Working with Fruto to define & execute UX strategy

Here at Fruto, we work with businesses with their UX in a number of ways. Most commonly, businesses look to engage us on their UX projects because they fall into one of two camps:

  1. Something isn’t quite working and they need help better understanding their customers and/or their strategy 

  2. They already have a clear idea and data but need specialist help to execute 

In either case - and especially when working with teams with high UX maturity - we often ‌help outline the UX roadmap based on the clients’ aims.  We then use the vision to set the strategic objectives, both in terms of: 

  • Internal UX strategy - Helping you with your customers, create strategic objectives, then deliver on them

  • Process and people - Ensuring you know what they need to be, and use our team to help scope and recruit your team

Once you have your strategy and people in place, you (or we) can start working on the UX design - whether that’s user research, UX design, interaction design, UI design, or something else such as Service design

Case Study: UX research & strategy partnership

Case Study: UX research & strategy partnership

Taylor & Francis first approached us looking for support with a UI Design project, but this soon grew into a long-term partnership, covering a range of strategic and tactical initiatives across the organisation with a strong focus on UX strategy and user research.

Understanding the help you need

To understand which approach is needed, we begin by doing an audit, asking:

  • Do you understand your customers, their behaviours and motivations?

  • Do you have a vision (for the product)?

  • Do you have strategic objectives for the next 2-3 years?

If the answer to any of these is no (and especially if it’s understanding your customers), we’ll first look at whether we can help resolve these issues. This usually entails using qualitative and/or quantitative data to outline a user journey, then using your vision to set strategic objectives over the next 2-3 years, before moving on to become a tactical partner to help you reach those objectives.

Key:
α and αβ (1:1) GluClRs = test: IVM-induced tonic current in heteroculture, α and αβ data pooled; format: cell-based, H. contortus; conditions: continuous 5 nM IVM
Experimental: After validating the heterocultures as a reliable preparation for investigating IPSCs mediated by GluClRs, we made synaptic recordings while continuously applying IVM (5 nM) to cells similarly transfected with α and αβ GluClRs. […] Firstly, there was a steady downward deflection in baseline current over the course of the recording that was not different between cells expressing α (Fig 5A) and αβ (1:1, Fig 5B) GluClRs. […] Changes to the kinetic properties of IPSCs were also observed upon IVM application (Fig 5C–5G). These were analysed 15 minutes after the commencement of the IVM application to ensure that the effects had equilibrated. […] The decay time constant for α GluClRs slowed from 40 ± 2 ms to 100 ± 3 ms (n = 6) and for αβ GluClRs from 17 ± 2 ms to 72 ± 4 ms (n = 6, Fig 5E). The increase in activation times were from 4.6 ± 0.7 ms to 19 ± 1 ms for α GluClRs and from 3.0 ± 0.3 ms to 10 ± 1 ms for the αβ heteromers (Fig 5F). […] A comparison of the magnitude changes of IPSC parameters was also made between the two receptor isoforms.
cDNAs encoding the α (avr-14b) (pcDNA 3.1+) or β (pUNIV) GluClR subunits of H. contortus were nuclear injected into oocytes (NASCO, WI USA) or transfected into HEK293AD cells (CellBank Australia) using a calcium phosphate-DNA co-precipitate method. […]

If you already have a clear vision and data (and you know that what you’re creating will bring measurable value to the business and users), we can start working with you as a tactical partner, becoming the UX professionals who support you to reach those aims and objectives.

Often we find that teams think they know the answers, but they do actually need some help defining things better before moving on to help with tactical delivery

Need help with your UX strategy?

Within a product organisation, stages of UX maturity will often impact the kind of strategic approach you can take and what's expected of you. But ultimately, in a holistic way we work with our partners to understand if they know their customers, their behaviour and how they use your organisation's digital offerings. 

We then try to understand if they have a vision and strategic aim and then work out how to get there through coordinated actions and a roadmap. 

We also work with clients as a tactical partner if the strategic goals and roadmap have been set, making sure we - as the UX team - deliver and measure the experience of users within the scope of the objective.

Execution of the strategic plan is key, and as a strategic partner, we help carry out those tactics and initiatives, and/or help you recruit and organise your internal team and process in order to meet those strategic objectives and establish a more mature UX environment. 

If you’re struggling with setting or delivering on the UX strategy for your product or organisation, we’d love to find out more and talk you through how we can help. Get in touch to arrange a call with one of our expert team.

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About the author

Jessica Reynolds

With a background in mental health, Jessica uses her empathetic approach within UX to uncover compelling insights! Jessica holds a Masters in User Experience from Kingston University and has worked across B2B and B2C projects within a variety of sectors such as health, finance, entertainment, e-commerce and gaming.